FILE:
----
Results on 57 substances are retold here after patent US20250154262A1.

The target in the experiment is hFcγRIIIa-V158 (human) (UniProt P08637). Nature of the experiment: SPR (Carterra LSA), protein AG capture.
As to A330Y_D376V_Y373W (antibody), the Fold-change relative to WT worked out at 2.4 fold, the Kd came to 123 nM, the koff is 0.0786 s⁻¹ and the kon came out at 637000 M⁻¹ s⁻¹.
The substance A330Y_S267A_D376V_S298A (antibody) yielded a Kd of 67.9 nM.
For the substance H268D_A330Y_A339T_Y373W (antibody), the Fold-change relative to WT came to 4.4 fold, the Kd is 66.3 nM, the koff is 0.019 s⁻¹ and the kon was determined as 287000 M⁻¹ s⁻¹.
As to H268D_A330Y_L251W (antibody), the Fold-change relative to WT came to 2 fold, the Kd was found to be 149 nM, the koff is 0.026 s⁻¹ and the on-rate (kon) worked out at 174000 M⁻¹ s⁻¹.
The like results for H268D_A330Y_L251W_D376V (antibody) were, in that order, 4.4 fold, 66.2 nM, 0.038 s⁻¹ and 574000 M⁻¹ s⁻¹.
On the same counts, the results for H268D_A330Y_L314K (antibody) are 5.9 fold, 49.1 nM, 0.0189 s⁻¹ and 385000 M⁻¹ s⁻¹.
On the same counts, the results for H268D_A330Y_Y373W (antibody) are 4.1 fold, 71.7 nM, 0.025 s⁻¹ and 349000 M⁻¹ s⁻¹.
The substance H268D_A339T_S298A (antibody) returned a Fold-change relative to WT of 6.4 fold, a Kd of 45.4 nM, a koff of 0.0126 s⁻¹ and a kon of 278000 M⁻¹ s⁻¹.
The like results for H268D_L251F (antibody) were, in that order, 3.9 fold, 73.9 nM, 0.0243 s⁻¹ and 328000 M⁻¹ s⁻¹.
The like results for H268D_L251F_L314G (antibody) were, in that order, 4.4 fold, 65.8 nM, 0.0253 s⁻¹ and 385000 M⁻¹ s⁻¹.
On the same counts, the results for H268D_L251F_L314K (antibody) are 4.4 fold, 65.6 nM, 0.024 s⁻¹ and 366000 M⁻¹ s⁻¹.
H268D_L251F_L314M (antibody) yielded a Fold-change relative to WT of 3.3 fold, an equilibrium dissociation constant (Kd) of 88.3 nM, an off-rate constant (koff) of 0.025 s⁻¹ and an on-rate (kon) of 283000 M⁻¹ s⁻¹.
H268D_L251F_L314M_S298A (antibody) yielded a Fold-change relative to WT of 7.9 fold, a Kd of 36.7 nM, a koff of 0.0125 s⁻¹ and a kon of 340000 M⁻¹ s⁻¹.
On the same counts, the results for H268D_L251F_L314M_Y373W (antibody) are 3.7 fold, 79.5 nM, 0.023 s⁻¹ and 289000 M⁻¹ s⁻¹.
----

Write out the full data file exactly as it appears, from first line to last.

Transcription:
Results on 57 substances are retold here after patent US20250154262A1.

The target in the experiment is hFcγRIIIa-V158 (human) (UniProt P08637). Nature of the experiment: SPR (Carterra LSA), protein AG capture.
As to A330Y_D376V_Y373W (antibody), the Fold-change relative to WT worked out at 2.4 fold, the Kd came to 123 nM, the koff is 0.0786 s⁻¹ and the kon came out at 637000 M⁻¹ s⁻¹.
The substance A330Y_S267A_D376V_S298A (antibody) yielded a Kd of 67.9 nM.
For the substance H268D_A330Y_A339T_Y373W (antibody), the Fold-change relative to WT came to 4.4 fold, the Kd is 66.3 nM, the koff is 0.019 s⁻¹ and the kon was determined as 287000 M⁻¹ s⁻¹.
As to H268D_A330Y_L251W (antibody), the Fold-change relative to WT came to 2 fold, the Kd was found to be 149 nM, the koff is 0.026 s⁻¹ and the on-rate (kon) worked out at 174000 M⁻¹ s⁻¹.
The like results for H268D_A330Y_L251W_D376V (antibody) were, in that order, 4.4 fold, 66.2 nM, 0.038 s⁻¹ and 574000 M⁻¹ s⁻¹.
On the same counts, the results for H268D_A330Y_L314K (antibody) are 5.9 fold, 49.1 nM, 0.0189 s⁻¹ and 385000 M⁻¹ s⁻¹.
On the same counts, the results for H268D_A330Y_Y373W (antibody) are 4.1 fold, 71.7 nM, 0.025 s⁻¹ and 349000 M⁻¹ s⁻¹.
The substance H268D_A339T_S298A (antibody) returned a Fold-change relative to WT of 6.4 fold, a Kd of 45.4 nM, a koff of 0.0126 s⁻¹ and a kon of 278000 M⁻¹ s⁻¹.
The like results for H268D_L251F (antibody) were, in that order, 3.9 fold, 73.9 nM, 0.0243 s⁻¹ and 328000 M⁻¹ s⁻¹.
The like results for H268D_L251F_L314G (antibody) were, in that order, 4.4 fold, 65.8 nM, 0.0253 s⁻¹ and 385000 M⁻¹ s⁻¹.
On the same counts, the results for H268D_L251F_L314K (antibody) are 4.4 fold, 65.6 nM, 0.024 s⁻¹ and 366000 M⁻¹ s⁻¹.
H268D_L251F_L314M (antibody) yielded a Fold-change relative to WT of 3.3 fold, an equilibrium dissociation constant (Kd) of 88.3 nM, an off-rate constant (koff) of 0.025 s⁻¹ and an on-rate (kon) of 283000 M⁻¹ s⁻¹.
H268D_L251F_L314M_S298A (antibody) yielded a Fold-change relative to WT of 7.9 fold, a Kd of 36.7 nM, a koff of 0.0125 s⁻¹ and a kon of 340000 M⁻¹ s⁻¹.
On the same counts, the results for H268D_L251F_L314M_Y373W (antibody) are 3.7 fold, 79.5 nM, 0.023 s⁻¹ and 289000 M⁻¹ s⁻¹.